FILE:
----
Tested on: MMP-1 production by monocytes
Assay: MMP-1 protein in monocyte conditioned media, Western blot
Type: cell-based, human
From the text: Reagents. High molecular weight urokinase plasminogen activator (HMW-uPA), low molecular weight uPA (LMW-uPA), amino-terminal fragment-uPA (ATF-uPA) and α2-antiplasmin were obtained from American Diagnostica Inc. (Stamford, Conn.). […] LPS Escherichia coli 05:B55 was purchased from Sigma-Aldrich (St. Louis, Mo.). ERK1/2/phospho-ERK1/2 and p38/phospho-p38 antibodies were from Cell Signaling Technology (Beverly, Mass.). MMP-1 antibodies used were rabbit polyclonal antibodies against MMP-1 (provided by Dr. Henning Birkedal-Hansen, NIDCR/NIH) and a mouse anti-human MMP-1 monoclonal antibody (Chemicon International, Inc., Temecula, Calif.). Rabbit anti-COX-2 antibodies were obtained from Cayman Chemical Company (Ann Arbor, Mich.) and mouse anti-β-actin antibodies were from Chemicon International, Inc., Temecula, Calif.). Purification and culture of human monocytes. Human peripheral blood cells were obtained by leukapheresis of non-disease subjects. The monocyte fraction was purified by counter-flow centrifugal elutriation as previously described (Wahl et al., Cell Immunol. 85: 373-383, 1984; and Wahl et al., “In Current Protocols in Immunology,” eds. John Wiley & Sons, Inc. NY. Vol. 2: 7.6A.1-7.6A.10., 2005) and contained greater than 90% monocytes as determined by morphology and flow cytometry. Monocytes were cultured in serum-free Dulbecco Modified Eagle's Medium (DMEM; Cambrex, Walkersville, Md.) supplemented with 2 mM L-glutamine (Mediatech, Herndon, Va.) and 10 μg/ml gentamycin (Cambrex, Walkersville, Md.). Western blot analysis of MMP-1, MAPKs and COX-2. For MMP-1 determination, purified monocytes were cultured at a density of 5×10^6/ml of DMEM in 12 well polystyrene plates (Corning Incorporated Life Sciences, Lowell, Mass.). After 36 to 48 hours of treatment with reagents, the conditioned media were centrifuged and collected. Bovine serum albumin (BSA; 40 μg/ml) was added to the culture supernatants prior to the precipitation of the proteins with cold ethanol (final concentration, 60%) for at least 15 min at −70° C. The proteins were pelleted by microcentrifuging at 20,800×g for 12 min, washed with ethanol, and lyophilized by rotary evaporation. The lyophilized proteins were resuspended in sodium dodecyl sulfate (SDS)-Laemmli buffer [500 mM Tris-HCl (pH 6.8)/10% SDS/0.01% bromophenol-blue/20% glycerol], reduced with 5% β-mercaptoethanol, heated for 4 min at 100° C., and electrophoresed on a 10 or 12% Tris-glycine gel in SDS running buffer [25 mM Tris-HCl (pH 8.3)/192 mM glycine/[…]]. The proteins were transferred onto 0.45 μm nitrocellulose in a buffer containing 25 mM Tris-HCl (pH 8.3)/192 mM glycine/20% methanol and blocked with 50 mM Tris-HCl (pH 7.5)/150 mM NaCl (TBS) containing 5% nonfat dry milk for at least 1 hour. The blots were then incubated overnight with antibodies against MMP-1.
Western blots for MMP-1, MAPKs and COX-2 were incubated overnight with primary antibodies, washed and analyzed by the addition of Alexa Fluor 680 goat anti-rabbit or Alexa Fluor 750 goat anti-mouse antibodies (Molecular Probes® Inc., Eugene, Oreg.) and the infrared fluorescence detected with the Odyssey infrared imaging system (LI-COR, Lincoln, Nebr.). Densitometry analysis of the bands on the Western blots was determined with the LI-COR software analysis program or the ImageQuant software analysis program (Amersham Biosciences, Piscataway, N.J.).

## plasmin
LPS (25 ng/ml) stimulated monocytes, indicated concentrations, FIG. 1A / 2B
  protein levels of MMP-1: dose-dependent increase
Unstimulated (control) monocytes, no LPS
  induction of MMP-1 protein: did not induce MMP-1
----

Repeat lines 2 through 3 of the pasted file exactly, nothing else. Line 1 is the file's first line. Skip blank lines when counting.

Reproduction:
Assay: MMP-1 protein in monocyte conditioned media, Western blot
Type: cell-based, human